October is Breast Cancer Awareness Month.

This month is very important to me, because I am a woman, because breast cancer is terrifying, and also because breast cancer survival rates are increasing. We must unite and donate, volunteer, and scream from whatever platforms we have to battle this monster and continue to increase survival rates.

 For more years than I can remember I purchased from Ford Cares Warriors in Pink and was thrilled to see that a high percentage of my purchase price was donated to the organizations that need. It never occurred to me that not all organizations give as generously.

Don’t get me wrong – every little bit helps – and for a small business, any donation is amazing. I am talking about the big corporations – the ones that have the money to give but hold on to it to pad the CEO’s bonus.  

I began more earnestly searching, identifying organizations that give larger percentages of your purchase dollars.  As I was researching organizations, I stumbled across some content talking about “pinkwashing”. A theory that pink ribbons and all things pink are no longer actually really helping with awareness and they may be detracting from the true mission of the month – to increase research (and funding to support it) so we can beat this monster.

Pinkwashing is harmful because we are so focused on the pink ribbon that we often give to the “pinkest ask” and not necessarily to the organization that gives the most back.

This feels like real awareness, understanding that help is needed and then understanding what helps the most.

What’s important is what I do now. It’s how I move from awareness to action. For me personally, that means donating to the organizations that will give the most – and designate it for research. I can (and will) also donate to research organizations directly or the Cancer Society. Somewhere that I can give without an intermediary.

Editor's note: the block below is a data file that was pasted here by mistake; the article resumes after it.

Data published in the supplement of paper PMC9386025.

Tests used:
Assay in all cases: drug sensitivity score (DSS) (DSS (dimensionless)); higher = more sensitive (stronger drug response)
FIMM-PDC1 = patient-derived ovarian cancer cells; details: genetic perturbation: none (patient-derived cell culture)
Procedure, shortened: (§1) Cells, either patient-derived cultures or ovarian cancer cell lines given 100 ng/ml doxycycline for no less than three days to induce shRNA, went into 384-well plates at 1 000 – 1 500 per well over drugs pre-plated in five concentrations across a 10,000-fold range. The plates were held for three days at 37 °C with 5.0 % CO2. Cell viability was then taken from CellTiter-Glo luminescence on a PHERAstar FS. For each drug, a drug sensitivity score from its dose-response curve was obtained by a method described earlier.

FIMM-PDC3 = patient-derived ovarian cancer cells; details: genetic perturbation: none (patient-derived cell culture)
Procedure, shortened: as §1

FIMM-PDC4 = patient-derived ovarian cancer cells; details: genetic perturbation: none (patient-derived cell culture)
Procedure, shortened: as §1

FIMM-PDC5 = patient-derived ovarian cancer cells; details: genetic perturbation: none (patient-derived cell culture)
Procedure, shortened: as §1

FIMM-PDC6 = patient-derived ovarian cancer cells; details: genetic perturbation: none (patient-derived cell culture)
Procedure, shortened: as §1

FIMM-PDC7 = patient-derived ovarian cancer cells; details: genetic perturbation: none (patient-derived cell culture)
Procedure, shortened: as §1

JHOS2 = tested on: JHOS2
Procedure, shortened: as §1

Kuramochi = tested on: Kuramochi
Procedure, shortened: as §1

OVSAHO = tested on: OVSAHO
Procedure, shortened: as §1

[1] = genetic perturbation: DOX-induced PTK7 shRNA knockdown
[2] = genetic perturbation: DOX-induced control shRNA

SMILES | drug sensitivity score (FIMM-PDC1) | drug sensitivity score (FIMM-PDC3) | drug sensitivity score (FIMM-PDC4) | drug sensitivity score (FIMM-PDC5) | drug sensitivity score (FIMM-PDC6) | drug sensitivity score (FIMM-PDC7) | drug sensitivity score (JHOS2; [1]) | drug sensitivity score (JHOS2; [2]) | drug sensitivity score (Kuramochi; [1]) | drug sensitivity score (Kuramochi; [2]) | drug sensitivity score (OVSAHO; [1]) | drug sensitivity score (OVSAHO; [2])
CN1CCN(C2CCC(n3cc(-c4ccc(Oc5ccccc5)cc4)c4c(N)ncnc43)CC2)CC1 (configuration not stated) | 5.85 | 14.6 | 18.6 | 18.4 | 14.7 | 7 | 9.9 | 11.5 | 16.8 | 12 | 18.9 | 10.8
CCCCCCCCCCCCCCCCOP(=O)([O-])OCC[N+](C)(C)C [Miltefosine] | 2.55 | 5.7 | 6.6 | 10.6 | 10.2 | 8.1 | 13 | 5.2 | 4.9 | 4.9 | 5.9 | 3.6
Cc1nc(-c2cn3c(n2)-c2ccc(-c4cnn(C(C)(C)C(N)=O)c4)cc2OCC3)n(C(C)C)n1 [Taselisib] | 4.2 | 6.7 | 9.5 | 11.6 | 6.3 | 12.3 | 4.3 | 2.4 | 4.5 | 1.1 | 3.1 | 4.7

What Else Could We Do?

I am also recently and acutely more aware of racial disparity in breast cancer outcomes. Look for a place where you can flag a donation that will directly help eliminate that disparity. It is a great way to make a tangible difference.

Look for businesses run by breast cancer survivors and support those businesses. Many of these women are dealing with the on-going impact of their breast cancer and it may last the rest of their lives.  

Talk to friends and family about pinkwashing and ensuring the maximum money possible per purchase is going directly to the organizations doing the real work to beat this disease.

I think there is a place for pink ribbons – but I also hope that part of our awareness is focused on how much money is actually given when you purchase in the name of breast cancer AND what that money is earmarked for.

We have a voice and we need to use it to spread all of the information people need to be aware of.

I am not here to preach or judge – in my awareness journey, I learned something that resonated with me and I wanted to share in case it sparks something in you.

To the women fighting, to the woman who didn’t make it, to the women who survived, to the friends and family of all these women – I send you love, and mad respect for however you handled your battle. You are all warriors. In pink or any damn color you want!!

Final words of advice – Please check yo’ self too! Breast exams are key to early detection and early detection helps increase survivial rates.